(Kitco News) – The golden market remains below $1,900 an ounce but has pushed into positive territory, attracting some new bullish momentum after the US economy contracted in the first quarter of 2022.
Thursday, Commerce Department said the advanced estimate showed US Q1 GDP fell 1.4% versus markets’ expectations of a 1% increase.
“The decrease in real GDP reflected decreases in private inventory investment, exports, federal government spending, and state and local government spending, while imports, which are a subtraction in the calculation of GDP, increased,” the report said.
the golden market has jumped higher in initial reaction to the disappointing economic data. June gold futures last traded at $1,894.40 an ounce, up 0.30% on the day.
Economists were looking for slower economic growth compared to last year’s fourth-quarter growth of 6.9%. However, the report said that the COVID-19 pandemic continued to impact economic activity.
“In the first quarter, an increase in COVID-19 cases related to the Omicron variant resulted in continued restrictions and disruptions in the operations of establishments in some parts of the country,” the report said. “The full economic effects of the COVID-19 pandemic cannot be quantified in the GDP estimate for the first quarter because the impacts are generally embedded in source data and cannot be separately identified.”
Avery Shenfeld, senior economist at CIBC, said the drop in US GDP is a shock; however, some of the weaknesses can be explained by trade imbalances.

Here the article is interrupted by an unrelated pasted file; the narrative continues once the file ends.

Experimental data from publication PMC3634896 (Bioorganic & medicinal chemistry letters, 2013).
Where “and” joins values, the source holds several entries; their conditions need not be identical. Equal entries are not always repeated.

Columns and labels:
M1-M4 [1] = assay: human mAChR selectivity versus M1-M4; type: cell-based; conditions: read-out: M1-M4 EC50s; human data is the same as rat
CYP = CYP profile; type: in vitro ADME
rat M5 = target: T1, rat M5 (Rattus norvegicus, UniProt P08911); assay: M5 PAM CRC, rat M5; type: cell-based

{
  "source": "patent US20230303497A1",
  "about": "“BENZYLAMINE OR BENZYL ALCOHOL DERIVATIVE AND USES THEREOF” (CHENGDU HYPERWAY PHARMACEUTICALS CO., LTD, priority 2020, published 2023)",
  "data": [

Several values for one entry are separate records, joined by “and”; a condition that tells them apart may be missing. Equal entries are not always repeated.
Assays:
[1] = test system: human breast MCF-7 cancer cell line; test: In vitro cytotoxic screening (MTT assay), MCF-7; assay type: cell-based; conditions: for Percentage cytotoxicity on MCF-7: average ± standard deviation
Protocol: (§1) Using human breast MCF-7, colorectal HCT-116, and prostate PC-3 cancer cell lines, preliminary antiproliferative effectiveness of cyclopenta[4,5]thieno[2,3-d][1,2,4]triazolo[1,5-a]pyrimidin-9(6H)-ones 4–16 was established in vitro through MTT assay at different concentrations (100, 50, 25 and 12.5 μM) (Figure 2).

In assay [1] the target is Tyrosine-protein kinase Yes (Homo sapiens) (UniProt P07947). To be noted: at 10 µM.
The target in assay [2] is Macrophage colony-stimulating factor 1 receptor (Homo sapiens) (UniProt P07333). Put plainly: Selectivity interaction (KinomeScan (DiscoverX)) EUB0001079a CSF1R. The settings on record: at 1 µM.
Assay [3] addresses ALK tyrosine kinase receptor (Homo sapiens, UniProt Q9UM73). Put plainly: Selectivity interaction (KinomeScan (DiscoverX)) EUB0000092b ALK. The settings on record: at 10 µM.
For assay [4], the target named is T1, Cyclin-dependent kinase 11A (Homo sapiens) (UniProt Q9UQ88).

“Real GDP decreased at an annualized 1.4% in Q1… But that was heavily weighed down by a drop in exports as some of America’s trading partners are not as far along in the recovery, a tilt in US demand that drew in imports, and much lighter inventory accumulation that chopped 0.8% from the growth rate,” he said.
Some analysts also note that inflation remains a significant concern for consumer demand. The report said that advanced reading in the GDP Price Index rose 8%, well above expectations. Economists were looking for a rise of 7.2%.
Shenfeld said that despite the slower growth, the inflation threat will keep the Federal Reserve on track to aggressively raise interest rates this year.
“Inflation, the real concern these days, saw core PCE prices up 5.2% from the prior year, and that is starting to put a squeeze on household spending power, with the savings rate dropping by just over 1% this quarter. While the growth pace was a shock to the downside, until employment growth slows, the Fed will be focused on hiking rates to bring those inflation pressures back down to the earth, making next week’s payrolls numbers more relevant to the pace of monetary tightening,” he said.
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